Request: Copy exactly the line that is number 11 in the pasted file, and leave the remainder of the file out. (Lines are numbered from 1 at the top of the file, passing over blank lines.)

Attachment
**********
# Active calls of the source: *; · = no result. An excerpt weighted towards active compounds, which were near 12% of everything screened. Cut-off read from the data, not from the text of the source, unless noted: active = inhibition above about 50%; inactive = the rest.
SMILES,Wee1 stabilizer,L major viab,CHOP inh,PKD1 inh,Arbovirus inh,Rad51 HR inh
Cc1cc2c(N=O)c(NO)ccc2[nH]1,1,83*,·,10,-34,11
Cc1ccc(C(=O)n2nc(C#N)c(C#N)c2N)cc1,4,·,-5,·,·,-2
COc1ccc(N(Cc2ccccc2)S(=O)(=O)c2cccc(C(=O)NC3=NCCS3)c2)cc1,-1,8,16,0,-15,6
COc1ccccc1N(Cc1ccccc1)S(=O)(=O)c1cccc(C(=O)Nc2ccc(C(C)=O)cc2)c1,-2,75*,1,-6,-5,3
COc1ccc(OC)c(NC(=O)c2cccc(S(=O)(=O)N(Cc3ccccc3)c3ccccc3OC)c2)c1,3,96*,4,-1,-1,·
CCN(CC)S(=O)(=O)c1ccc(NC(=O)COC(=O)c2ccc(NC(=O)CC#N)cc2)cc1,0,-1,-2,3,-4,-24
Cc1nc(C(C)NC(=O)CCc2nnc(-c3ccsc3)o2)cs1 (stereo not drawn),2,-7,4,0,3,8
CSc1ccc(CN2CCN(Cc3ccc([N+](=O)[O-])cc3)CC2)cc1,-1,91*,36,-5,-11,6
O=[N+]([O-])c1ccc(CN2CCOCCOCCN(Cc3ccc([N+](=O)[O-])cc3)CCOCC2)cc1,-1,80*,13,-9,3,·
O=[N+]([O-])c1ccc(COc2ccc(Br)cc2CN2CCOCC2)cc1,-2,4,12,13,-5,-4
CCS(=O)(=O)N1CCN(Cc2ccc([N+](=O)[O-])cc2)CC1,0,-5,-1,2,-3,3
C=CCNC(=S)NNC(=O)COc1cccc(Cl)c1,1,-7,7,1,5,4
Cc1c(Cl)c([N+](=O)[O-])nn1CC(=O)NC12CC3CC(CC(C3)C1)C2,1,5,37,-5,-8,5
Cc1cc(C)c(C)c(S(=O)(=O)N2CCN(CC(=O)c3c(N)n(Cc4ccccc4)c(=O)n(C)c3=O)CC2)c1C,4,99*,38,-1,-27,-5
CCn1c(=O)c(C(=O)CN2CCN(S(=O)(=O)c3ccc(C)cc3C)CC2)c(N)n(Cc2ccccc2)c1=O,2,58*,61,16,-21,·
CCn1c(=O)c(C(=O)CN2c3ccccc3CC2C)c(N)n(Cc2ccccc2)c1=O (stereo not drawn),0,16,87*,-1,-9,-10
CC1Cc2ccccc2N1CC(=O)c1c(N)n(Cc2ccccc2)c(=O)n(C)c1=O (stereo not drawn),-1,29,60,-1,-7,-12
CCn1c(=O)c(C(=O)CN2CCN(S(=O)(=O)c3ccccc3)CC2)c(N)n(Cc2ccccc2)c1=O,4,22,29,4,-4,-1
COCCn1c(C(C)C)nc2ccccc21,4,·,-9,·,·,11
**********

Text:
O=[N+]([O-])c1ccc(CN2CCOCCOCCN(Cc3ccc([N+](=O)[O-])cc3)CCOCC2)cc1,-1,80*,13,-9,3,·